The Paris Review

Sartre’s Bad Trip

Beyond their visual qualities, mescaline’s hallucinations posed profound philosophical questions. During the mid-1930s three prominent writers and thinkers left records of their experiments with it. In 1934 and 1935 respectively, Walter Benjamin and Jean-Paul Sartre participated in the now-familiar modus operandi of private session between psychiatrist and artist, with the scientific gaze and the philosopher’s insights informing—or, more often, pitted against—one another. And in 1936, Antonin Artaud, having already cut himself loose from the strictures of Breton’s Surrealist movement and the precepts of scientific materialism, abandoned the Old World for the New and the narcotics of western pharmacy for the ancient sacrament of the cactus, and launched himself into a self-experiment without limits.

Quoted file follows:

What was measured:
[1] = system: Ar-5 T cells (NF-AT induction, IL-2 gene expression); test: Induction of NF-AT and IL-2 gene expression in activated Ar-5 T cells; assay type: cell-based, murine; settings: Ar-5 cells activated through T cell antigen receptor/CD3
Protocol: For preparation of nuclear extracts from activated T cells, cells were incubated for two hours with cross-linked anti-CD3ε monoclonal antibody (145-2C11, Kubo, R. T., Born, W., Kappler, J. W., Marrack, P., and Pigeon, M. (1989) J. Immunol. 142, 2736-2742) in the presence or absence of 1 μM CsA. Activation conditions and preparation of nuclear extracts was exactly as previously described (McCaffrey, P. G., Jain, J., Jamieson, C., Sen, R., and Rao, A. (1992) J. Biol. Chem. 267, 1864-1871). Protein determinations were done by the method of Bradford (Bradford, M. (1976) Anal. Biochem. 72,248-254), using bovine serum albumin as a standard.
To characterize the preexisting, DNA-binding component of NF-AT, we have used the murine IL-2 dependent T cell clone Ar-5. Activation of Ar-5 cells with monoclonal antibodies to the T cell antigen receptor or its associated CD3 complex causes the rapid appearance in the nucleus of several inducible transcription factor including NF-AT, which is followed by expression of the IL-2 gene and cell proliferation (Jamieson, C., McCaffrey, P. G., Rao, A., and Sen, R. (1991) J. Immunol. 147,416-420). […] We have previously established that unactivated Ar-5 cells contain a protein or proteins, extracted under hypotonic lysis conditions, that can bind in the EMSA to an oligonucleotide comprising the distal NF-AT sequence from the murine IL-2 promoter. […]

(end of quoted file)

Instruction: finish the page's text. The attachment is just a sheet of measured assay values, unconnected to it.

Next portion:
Sartre was injected with mescaline by his old school friend, the psychiatrist Daniel Lagache, at Sainte-Anne Hospital in Paris in January 1935 in the course of his researches into phenomenology, Edmund Husserl’s radically reconceived form of philosophy, which Sartre had encountered in 1933 and relocated to Berlin over that summer to study more deeply. Mescaline was a tool of obvious relevance to Husserl’s injunction that “a new way of looking at things is necessary.” Phenomenology aimed to describe reality purely as it was perceived, stripped of all theories, categories, and definitions: turning attention exclusively, in Husserl’s famous dictum, “to the things themselves.” Much of the mescaline literature to date, from.

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